On Jan. 25, The New York Times ran what was a fairly glum take on the 2009 edition of the Sundance Film Festival. There, mixed in among various Chicken Little-isms, reporter Michael Cieply quotes filmmaker Joe Swanberg, director of Alexander the Last, as saying, "I've come to realize that my festival run is my theatrical run." Cieply's use of Swanberg is meant as a reinforcement – a personification of the woe afflicting his picture of things as they stand. And it's in that spirit, as he turns from Swanberg to continue his article, that Cieply offers the following bridge: "If Sundance was a lesson in diminished expectations for most ...." He doesn't stop to wonder if his implication – that every filmmaker whose work misses a theatrical run is some poor sap suffering from "diminished expectations" – is a fair one.
For the record, Chris Hyams' Sundance was not as gloomy as the one portrayed in the pages of The New York Times. On the Friday the festival opened, Hyams' Austin-based B-Side Entertainment – which was already busy providing a select group of filmmakers with some pretty savvy public-relations help and the cinema-nerd world at large with a free, easy-to-use Web-based interface for film festivals – announced that it would receive $4.25 million to help fund a full-on play for a slice of the feature-film distribution world. For Hyams and B-Side (www.bside.com), this fresh infusion of cash did indeed mark a sort of arrival. But, more to the point, it also signaled a further business-world endorsement of Hyams' approach to distributing films – one that would seem to totally recast Swanberg's comments.
If you go by years, Hyams is an industry veteran. "At the age of 5, I decided that I was going to write and direct movies," he says. His father – longtime writer and director Peter Hyams (Running Scared) – was in the business; despite the wizened paternal advice the younger Hyams says he got, he couldn't help but throw his precocious hat into the ring. An impressively large collection of homemade Super-8 films followed, as did various on-the-lot second assistant jobs: gigs which earned Hyams both actual onscreen credit and proximity to the creative side of the world he hoped to soon join.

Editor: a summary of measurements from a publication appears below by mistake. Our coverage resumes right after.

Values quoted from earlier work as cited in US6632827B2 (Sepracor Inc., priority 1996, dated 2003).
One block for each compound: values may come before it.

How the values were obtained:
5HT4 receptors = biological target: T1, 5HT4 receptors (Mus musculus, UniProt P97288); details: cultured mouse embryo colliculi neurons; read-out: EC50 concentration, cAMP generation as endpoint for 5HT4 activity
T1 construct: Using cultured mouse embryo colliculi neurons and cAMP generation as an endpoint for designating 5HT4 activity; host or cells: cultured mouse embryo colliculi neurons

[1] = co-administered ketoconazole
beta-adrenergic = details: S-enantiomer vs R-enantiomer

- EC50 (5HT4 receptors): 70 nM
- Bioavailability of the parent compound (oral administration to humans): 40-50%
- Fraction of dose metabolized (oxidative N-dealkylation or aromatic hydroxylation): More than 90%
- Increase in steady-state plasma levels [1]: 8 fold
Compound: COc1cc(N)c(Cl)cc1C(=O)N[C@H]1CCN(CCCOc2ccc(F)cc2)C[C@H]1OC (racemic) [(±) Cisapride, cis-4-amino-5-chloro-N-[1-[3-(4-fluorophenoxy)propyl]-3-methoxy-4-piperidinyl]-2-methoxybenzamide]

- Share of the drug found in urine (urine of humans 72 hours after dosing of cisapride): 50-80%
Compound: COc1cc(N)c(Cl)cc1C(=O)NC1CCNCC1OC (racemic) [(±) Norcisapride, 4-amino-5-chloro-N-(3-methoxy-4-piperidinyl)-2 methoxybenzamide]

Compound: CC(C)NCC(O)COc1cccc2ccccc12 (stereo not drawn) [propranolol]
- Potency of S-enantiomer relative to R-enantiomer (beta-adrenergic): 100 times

Then he took an internship with Elliot Kastner's production company. There, as he observed the realities of what it takes to get a film made, he became more cynical about his chosen field. "Going to work for this production company ... [I saw] the business end," he says. That experience, he adds, was crushing. "I was young and impressionable. ... [I] thought that it was really about art and creativity. And [I] realized, oh no, it's just about money." So, having spent roughly 15 years thinking of nothing other than film and how to make it and now suffering from total disillusionment, Hyams quit the business. He was 20.
It wouldn't last.
His return to the industry started with the issue of too many options. In the middle of the Internet boom, Trilogy – a software company that Hyams, who now had a master's degree in computer science, had gone to work for –had contracted with Ford to build the research and shopping portion of its website. Among its interactive features, Hyams and his team included a design-your-own page – a place where, as he says, "you could configure your silver Eddie Bauer with a moonroof and a third-row seat." This may have provided would-be Explorer buyers with hours of at-home fun, but it also presented Ford with an age-old industry dilemma: In offering its customers a ridiculous variety of options, an auto manufacturer also hamstrings itself at the sales lot. "There are literally hundreds of different choices that you can make. Some of those have 10 or 15 different choices [themselves]," Hyams explains. "If you multiply out all of those, you could build 150 billion unique, different types of F-350s. The largest lot in Texas has about 200."
Except that now, thanks to the fact that the Ford site prompted its visitors for their ZIP codes before they could begin to outfit their future cars, the company was sitting on a mountain of regional data that could be turned into a tool to predict future sales. "We cut half a billion [in] costs out of their supply chain in the first year from doing that," Hyams says.
It would occur to him that this model for determining consumer interest could be applied to more than just the selling of cars.